Theory and Computation of Intrinsic Propagation Losses and Disorder-Induced Modes in Topological Photonic Crystal Waveguides Using Mode Expansion Techniques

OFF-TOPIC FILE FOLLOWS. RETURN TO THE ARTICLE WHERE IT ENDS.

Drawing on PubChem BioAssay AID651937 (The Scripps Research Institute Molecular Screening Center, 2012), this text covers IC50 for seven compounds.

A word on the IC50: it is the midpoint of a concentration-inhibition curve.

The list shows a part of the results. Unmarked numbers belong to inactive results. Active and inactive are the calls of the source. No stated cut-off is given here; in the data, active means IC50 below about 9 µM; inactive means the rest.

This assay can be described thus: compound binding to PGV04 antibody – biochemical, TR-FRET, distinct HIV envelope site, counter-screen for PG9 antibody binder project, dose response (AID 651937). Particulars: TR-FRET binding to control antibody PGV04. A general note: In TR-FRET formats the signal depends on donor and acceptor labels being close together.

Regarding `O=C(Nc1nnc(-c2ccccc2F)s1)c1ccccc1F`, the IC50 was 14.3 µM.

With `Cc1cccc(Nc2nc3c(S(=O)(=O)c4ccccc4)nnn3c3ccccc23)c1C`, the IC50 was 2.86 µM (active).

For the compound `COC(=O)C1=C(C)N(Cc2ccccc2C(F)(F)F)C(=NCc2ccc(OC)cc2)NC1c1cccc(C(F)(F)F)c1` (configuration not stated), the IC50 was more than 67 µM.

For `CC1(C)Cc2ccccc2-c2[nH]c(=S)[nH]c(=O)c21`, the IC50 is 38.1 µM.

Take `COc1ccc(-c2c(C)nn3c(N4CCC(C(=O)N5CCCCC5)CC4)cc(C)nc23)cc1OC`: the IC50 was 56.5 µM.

Photonic crystal (PC) slabs are promising optical systems for manipulating the flow of light on the nanoscale as a result of their combined in-plane lattice structure and slab waveguide properties. By introducing a line defect to the two-dimensional lattice, an efficient waveguide is formed that yields regions of fast and slow light. Although conventional PC waveguides are relatively well understood and have been partly optimized in terms of their intrinsic losses, they are prone to significant disorder-induced backscattering and propagation losses. Topological PC slab waveguides have been proposed as a means to help mitigate disorder-induced backscattering and offer additional control of light-matter interactions. However, many topological structures in optics are not yet well understood, due to being relatively new in the field of nanophotonics. In this thesis, we first investigate the intrinsic losses of topological PC slab waveguides using the semianalytical guided mode expansion method for perfectly periodic structures. We show that certain topological structures proposed in the literature are in fact intrinsically very lossy, while other, more recent “valley Hall” structures are able to achieve lossless propagation modes with good bandwidth. Second, we study the role of structural disorder using a Bloch mode expansion technique, which conveniently uses the solutions from the guided mode expansion as input. We find that the disorder-induced modes and impact on the photonic density of states for a topological structure is actually similar or worse than the W1 waveguide, and forms cavity-like modes with very small mode volumes. Future work is required to investigate how to mitigate the potential problems of disorder on these waveguides, and to assess which structures are more robust when coupling to resonators and spin-charged quantum emitters, where the topological waveguides show good promise.